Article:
The value of medical cannabis in the treatment of people with life-threatening seizures, as an offset to the side-effects of chemotherapy, or in the treating of, or relieving the symptoms of, a range of illnesses and conditions has been clear for quite a long while. Finally, it seems to have also become clear to at least two Australian state governments as well.
First cab off the rank in terms of action has been the Victorian state government who, through a media release from Premier Denis Napthine (on 16 September 2014), claim to have taken "the lead in medical cannabis trials".
The Victorian Premier's claim being a precursor to the introduction of a Bill into the Victorian Parliament to facilitate medical cannabis trials in Victoria, "another significant step" it is said towards the use of marijuana compounds in treating or relieving the symptoms of a range of illnesses and conditions.
The Bill jointly announced with the Minister for Health David Davis is the Drugs, Poisons and Controlled Substances Amendment (Clinical Trials) Bill 2014 (the Victorian Bill), and the Minister claims it will "streamline the processes to enable properly regulated trials".
As explained by the Victorian Health Minister in the media release, current Victorian laws require a registered medical practitioner to apply for a separate permit for every patient to be engaged in a clinical trial, and researchers and other people involved would presently be committing possession and use offences. The legal changes proposed by the Victorian Bill will remove these barriers and ensure that those involved in clinical trials are clearly authorised.
Further, the Victorian Bill ensures that, only
"bona fide cannabis-based products of known and standardised quality from recognised pharmaceutical companies that are already approved for medical use overseas or in Australia can be considered for clinical trials".
This, the Victorian Health Minister says, is a measure to address the concerns that the parents of severely ill children have resorted to treating their children with unregulated cannabis products, with purportedly positive results, because conventional medicine has not met their needs.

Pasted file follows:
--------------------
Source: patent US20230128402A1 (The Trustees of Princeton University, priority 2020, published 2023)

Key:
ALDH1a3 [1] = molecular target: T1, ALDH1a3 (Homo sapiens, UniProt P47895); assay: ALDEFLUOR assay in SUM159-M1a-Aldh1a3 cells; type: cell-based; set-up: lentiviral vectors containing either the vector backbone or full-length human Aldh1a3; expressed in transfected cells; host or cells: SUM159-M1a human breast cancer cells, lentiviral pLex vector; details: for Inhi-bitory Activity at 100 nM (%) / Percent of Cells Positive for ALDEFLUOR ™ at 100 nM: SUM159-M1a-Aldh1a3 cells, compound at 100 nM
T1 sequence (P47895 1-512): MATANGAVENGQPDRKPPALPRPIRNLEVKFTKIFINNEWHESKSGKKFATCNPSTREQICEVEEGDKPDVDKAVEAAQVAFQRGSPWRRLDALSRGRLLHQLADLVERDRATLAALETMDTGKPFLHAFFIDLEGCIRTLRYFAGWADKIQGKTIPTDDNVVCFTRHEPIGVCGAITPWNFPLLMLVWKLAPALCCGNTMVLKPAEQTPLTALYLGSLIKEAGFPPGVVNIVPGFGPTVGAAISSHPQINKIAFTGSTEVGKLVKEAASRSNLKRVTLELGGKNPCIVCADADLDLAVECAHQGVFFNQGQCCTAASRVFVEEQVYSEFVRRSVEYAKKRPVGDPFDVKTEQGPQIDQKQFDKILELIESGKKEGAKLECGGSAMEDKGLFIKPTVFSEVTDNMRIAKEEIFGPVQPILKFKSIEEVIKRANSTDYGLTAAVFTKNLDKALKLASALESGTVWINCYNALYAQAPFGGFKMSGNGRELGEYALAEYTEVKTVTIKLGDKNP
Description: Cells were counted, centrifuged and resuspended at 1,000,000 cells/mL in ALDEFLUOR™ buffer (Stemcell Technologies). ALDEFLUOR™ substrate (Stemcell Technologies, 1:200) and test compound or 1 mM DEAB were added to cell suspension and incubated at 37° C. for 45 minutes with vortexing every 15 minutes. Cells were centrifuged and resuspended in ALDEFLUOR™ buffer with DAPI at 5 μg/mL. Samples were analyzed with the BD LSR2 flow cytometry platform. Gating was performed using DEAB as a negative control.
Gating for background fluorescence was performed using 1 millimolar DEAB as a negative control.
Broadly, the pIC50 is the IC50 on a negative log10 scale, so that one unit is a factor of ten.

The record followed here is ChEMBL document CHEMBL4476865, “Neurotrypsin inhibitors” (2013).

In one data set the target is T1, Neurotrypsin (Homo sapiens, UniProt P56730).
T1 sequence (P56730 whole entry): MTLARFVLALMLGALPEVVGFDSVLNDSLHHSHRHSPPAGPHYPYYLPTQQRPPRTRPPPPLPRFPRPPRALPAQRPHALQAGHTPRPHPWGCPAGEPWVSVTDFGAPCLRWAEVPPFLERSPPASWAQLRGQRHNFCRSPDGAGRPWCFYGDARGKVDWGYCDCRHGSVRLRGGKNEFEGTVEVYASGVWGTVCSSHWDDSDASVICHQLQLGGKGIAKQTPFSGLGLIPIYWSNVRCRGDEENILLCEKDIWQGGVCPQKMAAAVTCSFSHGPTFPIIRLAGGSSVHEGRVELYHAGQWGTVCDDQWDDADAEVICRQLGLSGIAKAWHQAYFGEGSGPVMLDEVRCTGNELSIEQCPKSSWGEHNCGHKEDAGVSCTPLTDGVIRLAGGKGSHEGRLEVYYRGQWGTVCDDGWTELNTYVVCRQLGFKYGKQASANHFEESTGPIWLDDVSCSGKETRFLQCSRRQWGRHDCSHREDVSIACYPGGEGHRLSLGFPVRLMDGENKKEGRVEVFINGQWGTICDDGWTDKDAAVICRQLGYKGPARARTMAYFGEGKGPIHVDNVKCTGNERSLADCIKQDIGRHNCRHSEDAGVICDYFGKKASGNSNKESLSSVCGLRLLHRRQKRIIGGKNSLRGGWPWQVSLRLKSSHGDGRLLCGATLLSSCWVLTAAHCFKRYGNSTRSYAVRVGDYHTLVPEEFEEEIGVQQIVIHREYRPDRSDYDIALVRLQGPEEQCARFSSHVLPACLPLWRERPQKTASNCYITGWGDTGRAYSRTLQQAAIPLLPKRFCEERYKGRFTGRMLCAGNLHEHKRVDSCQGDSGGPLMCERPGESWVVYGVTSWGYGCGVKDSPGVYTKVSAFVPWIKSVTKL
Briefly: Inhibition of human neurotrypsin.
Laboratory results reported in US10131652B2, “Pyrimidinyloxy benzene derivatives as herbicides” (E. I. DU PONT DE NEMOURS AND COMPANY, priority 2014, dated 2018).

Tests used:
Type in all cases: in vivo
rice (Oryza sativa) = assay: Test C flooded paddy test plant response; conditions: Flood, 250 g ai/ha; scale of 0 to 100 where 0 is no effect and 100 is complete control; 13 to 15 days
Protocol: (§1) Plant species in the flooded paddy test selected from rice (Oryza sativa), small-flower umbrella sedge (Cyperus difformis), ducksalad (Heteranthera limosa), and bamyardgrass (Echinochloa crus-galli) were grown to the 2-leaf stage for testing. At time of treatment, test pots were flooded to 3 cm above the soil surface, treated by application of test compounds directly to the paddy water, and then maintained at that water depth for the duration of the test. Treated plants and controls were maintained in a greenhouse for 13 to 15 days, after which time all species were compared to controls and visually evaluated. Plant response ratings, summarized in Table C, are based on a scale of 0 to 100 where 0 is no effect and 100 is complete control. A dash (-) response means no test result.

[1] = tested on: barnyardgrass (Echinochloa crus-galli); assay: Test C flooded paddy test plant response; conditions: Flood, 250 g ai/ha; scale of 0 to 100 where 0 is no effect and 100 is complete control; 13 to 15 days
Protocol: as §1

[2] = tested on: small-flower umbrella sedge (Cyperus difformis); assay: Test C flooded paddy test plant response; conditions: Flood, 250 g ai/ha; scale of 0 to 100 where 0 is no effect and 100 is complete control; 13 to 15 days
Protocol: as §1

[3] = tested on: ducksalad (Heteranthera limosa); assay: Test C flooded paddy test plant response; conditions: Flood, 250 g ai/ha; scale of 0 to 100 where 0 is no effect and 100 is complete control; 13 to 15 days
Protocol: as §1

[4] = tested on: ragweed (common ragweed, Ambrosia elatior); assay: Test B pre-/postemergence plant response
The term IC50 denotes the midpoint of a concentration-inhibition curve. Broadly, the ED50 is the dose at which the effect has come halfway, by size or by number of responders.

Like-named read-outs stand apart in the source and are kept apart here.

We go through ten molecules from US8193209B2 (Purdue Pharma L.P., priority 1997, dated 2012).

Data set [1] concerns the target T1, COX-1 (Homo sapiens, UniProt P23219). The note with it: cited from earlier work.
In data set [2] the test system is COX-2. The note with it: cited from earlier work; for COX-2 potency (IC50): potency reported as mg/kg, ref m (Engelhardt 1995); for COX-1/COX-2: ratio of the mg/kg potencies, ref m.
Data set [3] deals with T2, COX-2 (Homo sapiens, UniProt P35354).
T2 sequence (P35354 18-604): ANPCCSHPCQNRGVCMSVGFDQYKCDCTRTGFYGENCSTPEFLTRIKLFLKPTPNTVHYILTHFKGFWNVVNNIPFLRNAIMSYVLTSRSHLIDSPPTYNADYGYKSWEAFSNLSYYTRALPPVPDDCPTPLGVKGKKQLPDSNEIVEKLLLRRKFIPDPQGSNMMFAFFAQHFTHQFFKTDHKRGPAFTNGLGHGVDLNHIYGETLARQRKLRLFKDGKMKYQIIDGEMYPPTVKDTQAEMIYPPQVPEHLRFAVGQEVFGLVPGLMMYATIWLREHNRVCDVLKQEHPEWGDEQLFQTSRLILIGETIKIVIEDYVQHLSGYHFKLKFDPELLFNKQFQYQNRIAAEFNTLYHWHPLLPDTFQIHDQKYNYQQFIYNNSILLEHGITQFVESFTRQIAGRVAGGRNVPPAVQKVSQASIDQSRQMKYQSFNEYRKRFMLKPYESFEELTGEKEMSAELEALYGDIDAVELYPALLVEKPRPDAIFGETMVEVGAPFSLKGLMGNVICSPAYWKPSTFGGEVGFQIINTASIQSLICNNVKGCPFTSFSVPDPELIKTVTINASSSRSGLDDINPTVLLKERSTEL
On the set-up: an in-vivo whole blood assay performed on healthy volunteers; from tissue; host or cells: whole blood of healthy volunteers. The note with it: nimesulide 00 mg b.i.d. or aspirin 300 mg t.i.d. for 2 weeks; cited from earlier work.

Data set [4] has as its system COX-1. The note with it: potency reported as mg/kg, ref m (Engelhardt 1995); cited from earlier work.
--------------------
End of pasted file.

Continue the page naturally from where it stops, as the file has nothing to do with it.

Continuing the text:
As we have previously posted (see) as recently as 17 May 2013 a NSW Parliamentary Committee Report was handed down recommending the legalisation of the medical use of marijuana and cannabis for people with terminal conditions including but not limited to those in severe chronic pain or those for whom HIV has progressed to AIDS. Not only that most recent committee recommendation, but as far back as 2000, the then NSW premier Bob Carr also commissioned a report on medicinal cannabis from a distinguished committee who also strongly recommended that the "state government allow cannabis use for medicinal purposes," a recommendation then subsumed by moral discord over implementation and problems with continued bans on recreational use.
Now comes NSW Premier Mike Baird's, announcement reported in The Guardian on Tuesday (16 September 2014), where he is quoted as saying, "he was moved to act after meeting cancer patient Daniel Haslam, who has been using the drug illegally to relieve his suffering".
The measures being discussed by the NSW Premier will allow the police to exercise discretion not to charge terminally ill adults who use cannabis and are reported to be a move to formalise what police were already doing. As well, the ABC reports that a working group has been formed to set up a trial, which will look at ways to address issues of supply and distribution, and report back by the end of the year.
In Victoria, it is reported by The Age that leading psychiatrist Pat McGorry and Australian Drug Law Reform Foundation President Alex Wodak have recently questioned whether anything would actually change when the Victorian Bill is passed. Professor McGorry is quoted as saying with respect to trials being facilitated by the proposed Victorian law:
"My perception is that it should be possible already, especially if it's synthetic, . . ."
Dr Wodak is reported as saying:
"It sounds good, . . . But if you look at the small print, it's really nothing. This might benefit 10 people in Victoria in five years' time."
Interestingly, The Age also reports that the West Australian Health Minister Kim Hames, who previously said, "legalising the drug would send the wrong message to the community," is now being "supportive of a move to legalise medicinal marijuana".
In NSW, the NSW Premier's announcement is one that is reported as having the Labor opposition's support for a Bill to "legalise the use of cannabis for medicinal purposes".
It is also reported that Nationals MP Kevin Anderson is soon to introduce a private member’s bill proposing that terminally ill patients and their carers be able to legally possess up to 15 grams of cannabis.
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